Articles | Volume 8, issue 1
© Author(s) 2022. This work is distributed under
the Creative Commons Attribution 4.0 License.
the Creative Commons Attribution 4.0 License.
© Author(s) 2022. This work is distributed under
the Creative Commons Attribution 4.0 License.
the Creative Commons Attribution 4.0 License.
A statistical framework for integrating nonparametric proxy distributions into geological reconstructions of relative sea level
Nicole S. Khan
Department of Earth Sciences, the University of Hong Kong, Hong Kong SAR, China
Swire Institute of Marine Sciences, the University of Hong Kong, Hong Kong SAR, China
Lauren T. Toth
U.S. Geological Survey, St. Petersburg Coastal and Marine Science Center, St. Petersburg, FL, USA
Department of Geoscience, University of Wisconsin–Madison, Madison, WI, USA
Robert E. Kopp
Department of Earth and Planetary Sciences, Rutgers University, New Brunswick, NJ, USA
Rutgers Institute of Earth, Ocean, and Atmospheric Sciences, Rutgers University, New Brunswick, NJ, USA
No articles found.
Nicholas Depsky, Ian Bolliger, Daniel Allen, Jun Ho Choi, Michael Delgado, Michael Greenstone, Ali Hamidi, Trevor Houser, Robert E. Kopp, and Solomon Hsiang
Geosci. Model Dev., 16, 4331–4366,Short summary
This work presents a novel open-source modeling platform for evaluating future sea level rise (SLR) impacts. Using nearly 10 000 discrete coastline segments around the world, we estimate 21st-century costs for 230 SLR and socioeconomic scenarios. We find that annual end-of-century costs range from USD 100 billion under a 2 °C warming scenario with proactive adaptation to 7 trillion under a 4 °C warming scenario with minimal adaptation, illustrating the cost-effectiveness of coastal adaptation.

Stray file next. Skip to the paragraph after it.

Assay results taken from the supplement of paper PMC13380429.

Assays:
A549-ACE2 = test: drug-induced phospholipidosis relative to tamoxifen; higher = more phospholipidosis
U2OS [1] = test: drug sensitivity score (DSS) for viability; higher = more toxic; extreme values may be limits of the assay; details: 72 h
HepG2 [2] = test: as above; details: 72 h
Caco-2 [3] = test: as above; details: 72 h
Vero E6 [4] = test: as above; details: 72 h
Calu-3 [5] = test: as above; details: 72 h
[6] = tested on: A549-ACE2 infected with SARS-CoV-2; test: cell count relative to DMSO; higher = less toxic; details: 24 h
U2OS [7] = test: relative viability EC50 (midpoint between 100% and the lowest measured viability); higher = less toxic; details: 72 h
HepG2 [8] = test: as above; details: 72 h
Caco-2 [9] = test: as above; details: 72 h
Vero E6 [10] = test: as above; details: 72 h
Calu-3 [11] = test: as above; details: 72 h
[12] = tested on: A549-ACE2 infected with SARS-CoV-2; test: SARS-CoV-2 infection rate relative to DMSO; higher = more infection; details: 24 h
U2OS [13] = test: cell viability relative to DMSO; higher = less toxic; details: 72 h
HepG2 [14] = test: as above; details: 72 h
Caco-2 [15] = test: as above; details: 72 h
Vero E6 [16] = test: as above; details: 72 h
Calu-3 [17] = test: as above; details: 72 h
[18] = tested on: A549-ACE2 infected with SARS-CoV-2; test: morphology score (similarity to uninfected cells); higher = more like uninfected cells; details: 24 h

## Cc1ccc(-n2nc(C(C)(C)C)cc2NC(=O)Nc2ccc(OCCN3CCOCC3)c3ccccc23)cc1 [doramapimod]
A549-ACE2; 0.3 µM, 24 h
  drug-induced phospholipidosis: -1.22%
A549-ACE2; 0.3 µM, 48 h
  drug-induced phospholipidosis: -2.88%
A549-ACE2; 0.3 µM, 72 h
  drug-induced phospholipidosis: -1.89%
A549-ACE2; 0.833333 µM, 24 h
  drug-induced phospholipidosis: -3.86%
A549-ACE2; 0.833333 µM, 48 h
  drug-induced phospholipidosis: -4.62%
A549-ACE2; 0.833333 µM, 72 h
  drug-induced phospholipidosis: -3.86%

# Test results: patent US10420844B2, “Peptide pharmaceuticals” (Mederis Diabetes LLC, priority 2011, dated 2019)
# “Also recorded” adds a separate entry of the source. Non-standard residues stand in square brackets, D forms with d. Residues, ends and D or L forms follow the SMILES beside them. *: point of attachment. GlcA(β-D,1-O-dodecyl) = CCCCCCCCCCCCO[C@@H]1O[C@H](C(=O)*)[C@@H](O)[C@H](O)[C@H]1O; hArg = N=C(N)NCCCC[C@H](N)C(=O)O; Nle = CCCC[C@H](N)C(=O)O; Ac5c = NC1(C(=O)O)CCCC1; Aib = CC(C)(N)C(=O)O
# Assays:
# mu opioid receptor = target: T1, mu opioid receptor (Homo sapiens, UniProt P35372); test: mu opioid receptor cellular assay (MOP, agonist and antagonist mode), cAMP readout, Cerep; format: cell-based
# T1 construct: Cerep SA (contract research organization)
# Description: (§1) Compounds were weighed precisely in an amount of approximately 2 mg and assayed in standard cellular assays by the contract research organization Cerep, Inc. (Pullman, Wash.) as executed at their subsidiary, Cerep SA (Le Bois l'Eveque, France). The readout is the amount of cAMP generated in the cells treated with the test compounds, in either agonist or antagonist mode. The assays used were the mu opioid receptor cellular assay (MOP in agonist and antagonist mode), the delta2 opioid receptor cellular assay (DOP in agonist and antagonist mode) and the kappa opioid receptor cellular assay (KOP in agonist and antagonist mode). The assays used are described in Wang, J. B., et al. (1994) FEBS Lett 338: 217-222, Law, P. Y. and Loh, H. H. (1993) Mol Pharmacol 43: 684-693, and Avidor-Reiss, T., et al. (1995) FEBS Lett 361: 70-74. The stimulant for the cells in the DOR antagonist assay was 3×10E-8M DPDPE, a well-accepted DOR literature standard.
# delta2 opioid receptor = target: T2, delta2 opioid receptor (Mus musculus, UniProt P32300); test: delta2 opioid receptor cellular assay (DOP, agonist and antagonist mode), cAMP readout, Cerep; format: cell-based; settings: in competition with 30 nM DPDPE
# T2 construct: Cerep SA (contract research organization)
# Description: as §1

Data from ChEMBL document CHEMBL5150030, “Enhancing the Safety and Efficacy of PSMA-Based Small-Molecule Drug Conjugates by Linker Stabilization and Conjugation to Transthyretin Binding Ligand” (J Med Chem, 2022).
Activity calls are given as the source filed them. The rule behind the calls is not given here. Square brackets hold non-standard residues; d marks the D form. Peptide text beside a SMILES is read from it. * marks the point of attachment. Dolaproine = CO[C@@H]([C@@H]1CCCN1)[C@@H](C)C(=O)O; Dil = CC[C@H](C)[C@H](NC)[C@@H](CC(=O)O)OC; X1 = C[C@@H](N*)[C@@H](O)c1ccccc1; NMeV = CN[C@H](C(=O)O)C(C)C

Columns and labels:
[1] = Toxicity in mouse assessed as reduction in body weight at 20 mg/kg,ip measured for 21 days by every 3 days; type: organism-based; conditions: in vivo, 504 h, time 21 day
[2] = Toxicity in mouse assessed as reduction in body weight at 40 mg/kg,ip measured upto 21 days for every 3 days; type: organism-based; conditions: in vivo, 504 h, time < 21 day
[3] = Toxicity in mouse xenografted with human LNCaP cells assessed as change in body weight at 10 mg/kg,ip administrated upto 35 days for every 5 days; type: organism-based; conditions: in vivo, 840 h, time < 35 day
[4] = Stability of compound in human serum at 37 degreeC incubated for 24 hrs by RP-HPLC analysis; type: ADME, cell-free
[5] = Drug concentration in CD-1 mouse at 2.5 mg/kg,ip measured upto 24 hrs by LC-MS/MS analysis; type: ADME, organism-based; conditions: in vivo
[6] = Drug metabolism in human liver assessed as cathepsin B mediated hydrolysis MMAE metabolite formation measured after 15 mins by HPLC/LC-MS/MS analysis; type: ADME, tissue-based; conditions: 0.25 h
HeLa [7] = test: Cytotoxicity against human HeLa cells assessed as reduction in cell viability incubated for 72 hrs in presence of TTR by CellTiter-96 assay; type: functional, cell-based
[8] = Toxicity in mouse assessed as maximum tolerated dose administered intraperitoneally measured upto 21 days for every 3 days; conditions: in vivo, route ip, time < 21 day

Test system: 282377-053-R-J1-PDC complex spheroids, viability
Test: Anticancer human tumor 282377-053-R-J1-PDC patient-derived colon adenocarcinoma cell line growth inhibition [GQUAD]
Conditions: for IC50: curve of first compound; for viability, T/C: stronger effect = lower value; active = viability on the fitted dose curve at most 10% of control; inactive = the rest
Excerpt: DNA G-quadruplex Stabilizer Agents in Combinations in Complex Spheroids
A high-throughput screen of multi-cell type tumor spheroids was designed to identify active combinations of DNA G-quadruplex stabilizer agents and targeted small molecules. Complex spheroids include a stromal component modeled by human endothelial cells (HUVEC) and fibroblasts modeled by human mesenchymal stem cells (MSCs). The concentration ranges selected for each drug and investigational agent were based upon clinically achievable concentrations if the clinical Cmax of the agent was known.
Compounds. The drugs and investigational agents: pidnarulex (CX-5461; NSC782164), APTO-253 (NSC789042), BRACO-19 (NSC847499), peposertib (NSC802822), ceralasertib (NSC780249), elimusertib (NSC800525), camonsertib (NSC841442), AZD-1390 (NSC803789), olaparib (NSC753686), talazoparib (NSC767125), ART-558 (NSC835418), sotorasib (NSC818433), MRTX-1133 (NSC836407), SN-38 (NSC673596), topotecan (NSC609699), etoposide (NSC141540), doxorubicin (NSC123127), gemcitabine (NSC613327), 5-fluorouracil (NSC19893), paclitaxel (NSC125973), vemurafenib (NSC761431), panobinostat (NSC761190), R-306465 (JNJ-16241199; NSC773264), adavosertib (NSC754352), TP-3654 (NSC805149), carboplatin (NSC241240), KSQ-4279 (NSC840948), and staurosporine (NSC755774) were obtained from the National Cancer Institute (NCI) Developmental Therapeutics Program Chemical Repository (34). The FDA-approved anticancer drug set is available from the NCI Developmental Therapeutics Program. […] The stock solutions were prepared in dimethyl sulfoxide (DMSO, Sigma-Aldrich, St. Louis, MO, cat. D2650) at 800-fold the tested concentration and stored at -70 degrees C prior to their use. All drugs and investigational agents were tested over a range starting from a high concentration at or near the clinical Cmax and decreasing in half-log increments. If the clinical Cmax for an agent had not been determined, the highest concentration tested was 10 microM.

Robert E. Kopp, Gregory G. Garner, Tim H. J. Hermans, Shantenu Jha, Praveen Kumar, Aimée B. A. Slangen, Matteo Turilli, Tamsin L. Edwards, Jonathan M. Gregory, George Koubbe, Anders Levermann, Andre Merzky, Sophie Nowicki, Matthew D. Palmer, and Chris Smith
Future sea-level rise exhibits multiple forms of uncertainty, all of which must be considered by scientific assessments intended to inform decision making. The Framework for Assessing Changes To Sea-level (FACTS) is a new software package intended to support assessments of global mean, regional, and extreme sea-level rise. An early version of FACTS supported the development of the IPCC Sixth Assessment Report sea level projections.
Diana R. Gergel, Steven B. Malevich, Kelly E. McCusker, Emile Tenezakis, Michael T. Delgado, Meredith A. Fish, and Robert E. Kopp
The freely available Global Downscaled Projections for Climate Impacts Research (GDPCIR) dataset gives researchers a new tool for studying how future climate will evolve at a local or regional level, corresponding to the latest global climate model simulations prepared as part of the U.N. Intergovernmental Panel on Climate Change’s Sixth Assessment Report. Those CMIP6 simulations represent an enormous advance in quality, detail, and scope that GDPCIR translates to the local level.
Alessio Rovere, Deirdre D. Ryan, Matteo Vacchi, Andrea Dutton, Alexander R. Simms, and Colin V. Murray-Wallace
Earth Syst. Sci. Data, 15, 1–23,Short summary
In this work, we describe WALIS, the World Atlas of Last Interglacial Shorelines. WALIS is a sea-level database that includes sea-level proxies and samples dated to marine isotope stage 5 (~ 80 to 130 ka). The database was built through topical data compilations included in a special issue in this journal.